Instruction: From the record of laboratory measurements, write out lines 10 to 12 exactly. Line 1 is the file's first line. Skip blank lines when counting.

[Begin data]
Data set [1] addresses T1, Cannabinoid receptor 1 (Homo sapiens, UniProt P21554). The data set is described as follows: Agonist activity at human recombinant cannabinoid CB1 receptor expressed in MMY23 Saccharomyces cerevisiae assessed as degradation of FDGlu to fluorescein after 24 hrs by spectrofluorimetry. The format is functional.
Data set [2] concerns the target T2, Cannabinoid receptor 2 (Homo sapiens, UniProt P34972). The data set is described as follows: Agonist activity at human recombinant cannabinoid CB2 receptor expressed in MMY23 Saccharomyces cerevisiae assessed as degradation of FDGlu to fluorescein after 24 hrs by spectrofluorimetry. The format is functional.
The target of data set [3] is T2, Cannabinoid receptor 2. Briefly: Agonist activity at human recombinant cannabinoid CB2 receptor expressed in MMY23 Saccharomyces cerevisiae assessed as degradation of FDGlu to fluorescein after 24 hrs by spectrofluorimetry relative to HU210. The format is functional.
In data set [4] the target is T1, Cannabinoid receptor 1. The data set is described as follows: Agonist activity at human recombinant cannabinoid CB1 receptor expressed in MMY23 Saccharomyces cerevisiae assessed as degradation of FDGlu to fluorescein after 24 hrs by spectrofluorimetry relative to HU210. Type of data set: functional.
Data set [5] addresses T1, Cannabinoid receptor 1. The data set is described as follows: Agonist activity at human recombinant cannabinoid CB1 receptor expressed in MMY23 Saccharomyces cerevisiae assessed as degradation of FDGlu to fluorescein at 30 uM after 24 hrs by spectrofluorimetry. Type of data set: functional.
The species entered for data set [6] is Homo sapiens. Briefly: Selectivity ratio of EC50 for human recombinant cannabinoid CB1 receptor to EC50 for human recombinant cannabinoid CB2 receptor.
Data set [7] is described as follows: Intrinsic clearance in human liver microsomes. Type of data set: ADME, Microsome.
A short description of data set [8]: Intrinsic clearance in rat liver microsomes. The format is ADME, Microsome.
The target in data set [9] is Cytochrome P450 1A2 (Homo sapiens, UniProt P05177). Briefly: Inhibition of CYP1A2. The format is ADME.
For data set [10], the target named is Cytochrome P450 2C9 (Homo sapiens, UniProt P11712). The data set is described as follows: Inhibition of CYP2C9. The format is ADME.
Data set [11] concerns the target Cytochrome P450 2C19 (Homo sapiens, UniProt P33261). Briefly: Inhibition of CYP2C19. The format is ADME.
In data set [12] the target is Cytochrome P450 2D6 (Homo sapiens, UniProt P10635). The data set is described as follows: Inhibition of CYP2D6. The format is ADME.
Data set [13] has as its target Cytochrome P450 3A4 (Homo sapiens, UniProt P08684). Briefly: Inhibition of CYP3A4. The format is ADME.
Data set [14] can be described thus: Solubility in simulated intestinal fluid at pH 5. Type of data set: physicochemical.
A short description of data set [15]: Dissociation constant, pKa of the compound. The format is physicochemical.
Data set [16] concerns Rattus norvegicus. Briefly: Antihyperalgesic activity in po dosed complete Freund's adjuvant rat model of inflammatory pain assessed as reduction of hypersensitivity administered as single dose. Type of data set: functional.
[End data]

For data set [10], the target named is Cytochrome P450 2C9 (Homo sapiens, UniProt P11712). The data set is described as follows: Inhibition of CYP2C9. The format is ADME.
Data set [11] concerns the target Cytochrome P450 2C19 (Homo sapiens, UniProt P33261). Briefly: Inhibition of CYP2C19. The format is ADME.
In data set [12] the target is Cytochrome P450 2D6 (Homo sapiens, UniProt P10635). The data set is described as follows: Inhibition of CYP2D6. The format is ADME.